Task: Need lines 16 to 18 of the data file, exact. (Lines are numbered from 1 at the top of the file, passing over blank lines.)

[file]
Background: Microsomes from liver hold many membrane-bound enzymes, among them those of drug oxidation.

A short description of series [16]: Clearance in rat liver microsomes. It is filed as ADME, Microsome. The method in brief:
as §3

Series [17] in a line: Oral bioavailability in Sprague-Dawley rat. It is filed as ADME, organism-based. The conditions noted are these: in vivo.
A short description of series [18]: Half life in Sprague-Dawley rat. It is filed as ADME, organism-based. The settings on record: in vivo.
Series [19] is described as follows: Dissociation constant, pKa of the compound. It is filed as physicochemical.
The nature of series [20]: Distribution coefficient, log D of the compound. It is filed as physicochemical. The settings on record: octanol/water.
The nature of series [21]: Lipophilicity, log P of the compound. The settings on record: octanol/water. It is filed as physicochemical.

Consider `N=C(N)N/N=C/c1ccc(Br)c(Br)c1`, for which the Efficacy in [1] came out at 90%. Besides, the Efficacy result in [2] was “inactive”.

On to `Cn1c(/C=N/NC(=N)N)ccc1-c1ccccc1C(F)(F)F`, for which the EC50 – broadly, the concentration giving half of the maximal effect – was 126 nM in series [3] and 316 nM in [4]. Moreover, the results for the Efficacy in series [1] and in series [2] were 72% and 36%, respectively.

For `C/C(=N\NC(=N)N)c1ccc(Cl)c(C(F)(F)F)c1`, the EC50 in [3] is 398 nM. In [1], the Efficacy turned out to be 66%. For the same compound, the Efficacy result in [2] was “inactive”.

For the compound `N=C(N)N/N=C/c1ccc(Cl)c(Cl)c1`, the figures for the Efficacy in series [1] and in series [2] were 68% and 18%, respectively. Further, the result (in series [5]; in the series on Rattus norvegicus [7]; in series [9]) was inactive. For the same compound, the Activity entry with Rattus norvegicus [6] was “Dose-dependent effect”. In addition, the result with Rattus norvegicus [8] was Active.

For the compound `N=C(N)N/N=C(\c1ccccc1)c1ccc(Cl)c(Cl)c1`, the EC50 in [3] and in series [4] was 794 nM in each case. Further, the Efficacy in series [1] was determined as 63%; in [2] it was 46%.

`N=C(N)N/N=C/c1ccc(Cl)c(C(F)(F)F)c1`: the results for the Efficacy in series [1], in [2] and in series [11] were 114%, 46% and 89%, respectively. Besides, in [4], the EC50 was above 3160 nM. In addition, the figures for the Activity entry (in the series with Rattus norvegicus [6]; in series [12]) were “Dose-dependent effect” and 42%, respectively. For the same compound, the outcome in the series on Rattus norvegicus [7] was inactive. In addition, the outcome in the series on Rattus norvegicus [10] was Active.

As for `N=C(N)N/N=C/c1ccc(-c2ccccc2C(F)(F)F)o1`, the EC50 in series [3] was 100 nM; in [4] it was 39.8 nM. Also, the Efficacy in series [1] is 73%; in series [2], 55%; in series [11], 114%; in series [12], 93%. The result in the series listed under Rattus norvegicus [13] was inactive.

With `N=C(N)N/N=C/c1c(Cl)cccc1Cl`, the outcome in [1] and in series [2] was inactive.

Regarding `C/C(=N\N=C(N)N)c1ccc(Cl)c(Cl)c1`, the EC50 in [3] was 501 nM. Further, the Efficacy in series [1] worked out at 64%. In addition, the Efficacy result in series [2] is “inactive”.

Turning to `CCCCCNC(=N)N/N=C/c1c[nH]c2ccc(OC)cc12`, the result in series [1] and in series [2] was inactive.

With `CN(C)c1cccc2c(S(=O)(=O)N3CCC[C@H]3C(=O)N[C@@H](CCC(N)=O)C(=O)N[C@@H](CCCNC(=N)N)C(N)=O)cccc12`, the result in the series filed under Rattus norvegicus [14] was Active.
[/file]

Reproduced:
With `N=C(N)N/N=C/c1c(Cl)cccc1Cl`, the outcome in [1] and in series [2] was inactive.

Regarding `C/C(=N\N=C(N)N)c1ccc(Cl)c(Cl)c1`, the EC50 in [3] was 501 nM. Further, the Efficacy in series [1] worked out at 64%. In addition, the Efficacy result in series [2] is “inactive”.

Turning to `CCCCCNC(=N)N/N=C/c1c[nH]c2ccc(OC)cc12`, the result in series [1] and in series [2] was inactive.